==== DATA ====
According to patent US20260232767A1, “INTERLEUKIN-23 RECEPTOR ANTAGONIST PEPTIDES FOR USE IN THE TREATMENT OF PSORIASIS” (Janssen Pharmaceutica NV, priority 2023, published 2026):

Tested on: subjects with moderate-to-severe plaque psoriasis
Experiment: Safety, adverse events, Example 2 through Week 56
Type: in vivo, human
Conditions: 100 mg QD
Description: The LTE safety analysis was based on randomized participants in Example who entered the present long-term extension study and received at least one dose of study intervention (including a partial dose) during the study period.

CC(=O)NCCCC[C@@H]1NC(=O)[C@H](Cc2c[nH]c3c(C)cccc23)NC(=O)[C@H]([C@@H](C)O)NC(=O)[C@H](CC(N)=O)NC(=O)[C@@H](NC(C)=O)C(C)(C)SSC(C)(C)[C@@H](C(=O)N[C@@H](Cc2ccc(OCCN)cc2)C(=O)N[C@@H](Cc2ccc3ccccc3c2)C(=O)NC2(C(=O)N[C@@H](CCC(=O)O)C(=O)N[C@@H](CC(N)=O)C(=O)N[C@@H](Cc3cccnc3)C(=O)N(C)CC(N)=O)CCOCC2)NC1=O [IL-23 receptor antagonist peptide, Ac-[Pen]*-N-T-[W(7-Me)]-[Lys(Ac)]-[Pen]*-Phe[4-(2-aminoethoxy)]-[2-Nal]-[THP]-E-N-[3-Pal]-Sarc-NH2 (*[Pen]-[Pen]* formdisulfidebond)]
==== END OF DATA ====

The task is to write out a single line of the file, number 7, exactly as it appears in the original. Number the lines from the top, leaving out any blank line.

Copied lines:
CC(=O)NCCCC[C@@H]1NC(=O)[C@H](Cc2c[nH]c3c(C)cccc23)NC(=O)[C@H]([C@@H](C)O)NC(=O)[C@H](CC(N)=O)NC(=O)[C@@H](NC(C)=O)C(C)(C)SSC(C)(C)[C@@H](C(=O)N[C@@H](Cc2ccc(OCCN)cc2)C(=O)N[C@@H](Cc2ccc3ccccc3c2)C(=O)NC2(C(=O)N[C@@H](CCC(=O)O)C(=O)N[C@@H](CC(N)=O)C(=O)N[C@@H](Cc3cccnc3)C(=O)N(C)CC(N)=O)CCOCC2)NC1=O [IL-23 receptor antagonist peptide, Ac-[Pen]*-N-T-[W(7-Me)]-[Lys(Ac)]-[Pen]*-Phe[4-(2-aminoethoxy)]-[2-Nal]-[THP]-E-N-[3-Pal]-Sarc-NH2 (*[Pen]-[Pen]* formdisulfidebond)]